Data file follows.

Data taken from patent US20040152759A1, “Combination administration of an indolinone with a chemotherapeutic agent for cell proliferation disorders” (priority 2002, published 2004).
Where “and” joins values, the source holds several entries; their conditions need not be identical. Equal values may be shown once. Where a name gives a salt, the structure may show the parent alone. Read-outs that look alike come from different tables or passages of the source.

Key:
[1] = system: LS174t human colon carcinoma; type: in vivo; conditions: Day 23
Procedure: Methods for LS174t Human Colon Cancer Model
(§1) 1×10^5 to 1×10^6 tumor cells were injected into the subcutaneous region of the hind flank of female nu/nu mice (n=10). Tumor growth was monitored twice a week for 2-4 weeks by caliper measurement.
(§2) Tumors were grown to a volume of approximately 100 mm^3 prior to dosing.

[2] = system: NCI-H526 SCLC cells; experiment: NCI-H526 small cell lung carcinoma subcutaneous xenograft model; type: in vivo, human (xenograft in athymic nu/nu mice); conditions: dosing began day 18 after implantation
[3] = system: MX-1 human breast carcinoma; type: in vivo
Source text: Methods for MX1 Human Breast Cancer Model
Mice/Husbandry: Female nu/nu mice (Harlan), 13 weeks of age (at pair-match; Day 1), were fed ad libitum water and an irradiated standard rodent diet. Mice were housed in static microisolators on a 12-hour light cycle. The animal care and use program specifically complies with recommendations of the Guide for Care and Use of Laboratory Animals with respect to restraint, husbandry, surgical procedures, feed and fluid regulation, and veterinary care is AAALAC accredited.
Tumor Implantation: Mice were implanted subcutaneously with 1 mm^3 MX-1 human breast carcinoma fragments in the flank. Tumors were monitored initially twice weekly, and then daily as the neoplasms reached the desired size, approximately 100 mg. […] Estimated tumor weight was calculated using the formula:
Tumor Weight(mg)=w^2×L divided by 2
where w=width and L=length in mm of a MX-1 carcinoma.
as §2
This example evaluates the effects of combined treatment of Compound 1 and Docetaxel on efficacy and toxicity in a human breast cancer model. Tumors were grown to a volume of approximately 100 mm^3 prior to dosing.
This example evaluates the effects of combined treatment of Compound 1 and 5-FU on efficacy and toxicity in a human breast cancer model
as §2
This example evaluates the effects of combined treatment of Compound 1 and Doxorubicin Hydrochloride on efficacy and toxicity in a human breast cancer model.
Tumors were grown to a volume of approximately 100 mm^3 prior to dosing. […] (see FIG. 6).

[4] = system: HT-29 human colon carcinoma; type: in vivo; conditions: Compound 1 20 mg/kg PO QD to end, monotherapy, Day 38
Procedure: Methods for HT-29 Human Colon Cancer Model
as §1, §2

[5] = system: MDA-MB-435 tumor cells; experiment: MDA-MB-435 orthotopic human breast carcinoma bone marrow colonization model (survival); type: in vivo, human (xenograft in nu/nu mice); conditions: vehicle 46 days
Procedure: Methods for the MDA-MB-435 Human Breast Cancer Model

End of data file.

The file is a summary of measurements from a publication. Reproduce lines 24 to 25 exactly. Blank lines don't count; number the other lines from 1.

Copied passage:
[5] = system: MDA-MB-435 tumor cells; experiment: MDA-MB-435 orthotopic human breast carcinoma bone marrow colonization model (survival); type: in vivo, human (xenograft in nu/nu mice); conditions: vehicle 46 days
Procedure: Methods for the MDA-MB-435 Human Breast Cancer Model